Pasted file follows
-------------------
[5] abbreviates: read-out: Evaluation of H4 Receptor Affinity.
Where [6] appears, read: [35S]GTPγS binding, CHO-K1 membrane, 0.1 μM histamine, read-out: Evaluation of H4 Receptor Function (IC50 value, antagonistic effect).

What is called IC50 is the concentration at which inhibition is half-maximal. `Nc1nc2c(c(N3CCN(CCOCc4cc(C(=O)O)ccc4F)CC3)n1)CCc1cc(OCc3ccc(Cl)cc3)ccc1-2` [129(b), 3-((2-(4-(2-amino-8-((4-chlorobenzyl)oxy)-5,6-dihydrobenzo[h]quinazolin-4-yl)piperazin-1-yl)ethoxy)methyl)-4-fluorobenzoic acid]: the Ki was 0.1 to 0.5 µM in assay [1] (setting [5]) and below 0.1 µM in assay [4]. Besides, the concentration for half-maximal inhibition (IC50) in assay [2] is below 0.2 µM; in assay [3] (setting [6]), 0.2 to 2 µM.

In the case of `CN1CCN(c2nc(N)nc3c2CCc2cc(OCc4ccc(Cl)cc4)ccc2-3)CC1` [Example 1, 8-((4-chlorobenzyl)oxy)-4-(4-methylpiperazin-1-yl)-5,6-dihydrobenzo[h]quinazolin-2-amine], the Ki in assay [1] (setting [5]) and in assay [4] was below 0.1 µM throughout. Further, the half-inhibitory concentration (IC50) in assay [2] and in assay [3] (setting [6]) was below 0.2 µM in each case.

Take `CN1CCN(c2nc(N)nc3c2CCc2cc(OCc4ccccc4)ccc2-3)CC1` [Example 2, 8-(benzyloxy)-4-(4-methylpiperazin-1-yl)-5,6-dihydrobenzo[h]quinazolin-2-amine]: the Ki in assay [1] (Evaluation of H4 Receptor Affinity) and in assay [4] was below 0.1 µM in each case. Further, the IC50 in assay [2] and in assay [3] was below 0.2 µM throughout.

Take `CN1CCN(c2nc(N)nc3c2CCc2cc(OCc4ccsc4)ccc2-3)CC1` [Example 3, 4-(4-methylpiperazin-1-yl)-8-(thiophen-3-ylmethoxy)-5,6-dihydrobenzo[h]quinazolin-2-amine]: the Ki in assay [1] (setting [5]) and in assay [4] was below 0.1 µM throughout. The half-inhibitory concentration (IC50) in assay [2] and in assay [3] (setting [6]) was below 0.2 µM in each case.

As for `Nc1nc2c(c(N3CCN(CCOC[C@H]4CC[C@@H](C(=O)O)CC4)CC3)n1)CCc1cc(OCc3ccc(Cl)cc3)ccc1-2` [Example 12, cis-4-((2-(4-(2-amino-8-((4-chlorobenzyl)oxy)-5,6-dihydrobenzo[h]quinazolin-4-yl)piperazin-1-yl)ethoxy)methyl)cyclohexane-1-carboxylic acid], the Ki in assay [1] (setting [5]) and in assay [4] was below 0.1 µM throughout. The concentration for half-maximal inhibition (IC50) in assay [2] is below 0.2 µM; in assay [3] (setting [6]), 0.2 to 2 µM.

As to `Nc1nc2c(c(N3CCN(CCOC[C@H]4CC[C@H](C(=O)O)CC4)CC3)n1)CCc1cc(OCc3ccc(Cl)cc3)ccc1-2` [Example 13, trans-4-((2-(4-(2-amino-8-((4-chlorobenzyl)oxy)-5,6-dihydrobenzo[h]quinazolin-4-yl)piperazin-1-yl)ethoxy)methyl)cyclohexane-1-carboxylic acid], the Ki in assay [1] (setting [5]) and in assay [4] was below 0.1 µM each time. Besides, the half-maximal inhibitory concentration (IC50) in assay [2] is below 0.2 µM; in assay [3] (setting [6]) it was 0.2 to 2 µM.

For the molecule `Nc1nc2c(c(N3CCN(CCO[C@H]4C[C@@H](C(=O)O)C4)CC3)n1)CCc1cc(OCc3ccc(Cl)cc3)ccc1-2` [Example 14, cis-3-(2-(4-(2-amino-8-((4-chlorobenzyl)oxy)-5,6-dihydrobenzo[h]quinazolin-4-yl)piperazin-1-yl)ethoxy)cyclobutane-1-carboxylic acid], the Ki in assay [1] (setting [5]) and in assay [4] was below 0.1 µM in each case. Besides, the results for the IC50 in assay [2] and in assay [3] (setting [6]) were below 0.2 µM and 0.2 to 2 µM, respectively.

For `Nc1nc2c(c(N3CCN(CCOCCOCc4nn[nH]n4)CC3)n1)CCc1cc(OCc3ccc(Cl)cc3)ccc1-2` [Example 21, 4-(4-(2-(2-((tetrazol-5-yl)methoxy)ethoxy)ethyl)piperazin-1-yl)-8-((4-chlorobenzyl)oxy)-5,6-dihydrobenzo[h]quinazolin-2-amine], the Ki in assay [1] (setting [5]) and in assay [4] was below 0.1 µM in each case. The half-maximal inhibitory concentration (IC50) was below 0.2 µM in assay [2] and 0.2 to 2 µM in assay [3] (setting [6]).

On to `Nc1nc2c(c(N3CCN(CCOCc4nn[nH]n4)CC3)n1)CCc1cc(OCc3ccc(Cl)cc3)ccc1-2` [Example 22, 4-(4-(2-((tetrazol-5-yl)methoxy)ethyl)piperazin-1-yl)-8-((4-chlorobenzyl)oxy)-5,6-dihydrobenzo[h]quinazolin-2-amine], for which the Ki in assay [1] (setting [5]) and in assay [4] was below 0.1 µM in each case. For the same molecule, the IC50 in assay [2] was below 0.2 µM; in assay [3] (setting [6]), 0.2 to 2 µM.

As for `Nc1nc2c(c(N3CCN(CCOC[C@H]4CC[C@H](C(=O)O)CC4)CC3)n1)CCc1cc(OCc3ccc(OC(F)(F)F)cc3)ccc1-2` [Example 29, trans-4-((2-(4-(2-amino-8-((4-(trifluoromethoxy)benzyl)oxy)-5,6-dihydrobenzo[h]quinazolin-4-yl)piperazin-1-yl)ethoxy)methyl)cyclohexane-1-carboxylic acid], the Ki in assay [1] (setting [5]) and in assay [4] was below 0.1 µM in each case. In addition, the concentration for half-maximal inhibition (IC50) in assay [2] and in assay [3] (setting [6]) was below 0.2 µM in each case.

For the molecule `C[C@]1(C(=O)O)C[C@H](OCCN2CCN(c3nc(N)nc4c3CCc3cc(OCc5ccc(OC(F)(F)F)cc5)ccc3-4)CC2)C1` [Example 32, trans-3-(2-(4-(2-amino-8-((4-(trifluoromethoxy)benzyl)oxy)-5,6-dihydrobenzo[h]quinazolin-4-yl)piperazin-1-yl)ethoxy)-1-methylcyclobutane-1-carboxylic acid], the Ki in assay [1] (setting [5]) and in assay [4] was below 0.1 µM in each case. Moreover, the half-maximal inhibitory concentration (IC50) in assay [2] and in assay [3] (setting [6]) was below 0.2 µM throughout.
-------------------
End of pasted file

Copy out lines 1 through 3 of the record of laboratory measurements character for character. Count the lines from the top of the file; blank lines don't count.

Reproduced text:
[5] abbreviates: read-out: Evaluation of H4 Receptor Affinity.
Where [6] appears, read: [35S]GTPγS binding, CHO-K1 membrane, 0.1 μM histamine, read-out: Evaluation of H4 Receptor Function (IC50 value, antagonistic effect).

What is called IC50 is the concentration at which inhibition is half-maximal. `Nc1nc2c(c(N3CCN(CCOCc4cc(C(=O)O)ccc4F)CC3)n1)CCc1cc(OCc3ccc(Cl)cc3)ccc1-2` [129(b), 3-((2-(4-(2-amino-8-((4-chlorobenzyl)oxy)-5,6-dihydrobenzo[h]quinazolin-4-yl)piperazin-1-yl)ethoxy)methyl)-4-fluorobenzoic acid]: the Ki was 0.1 to 0.5 µM in assay [1] (setting [5]) and below 0.1 µM in assay [4]. Besides, the concentration for half-maximal inhibition (IC50) in assay [2] is below 0.2 µM; in assay [3] (setting [6]), 0.2 to 2 µM.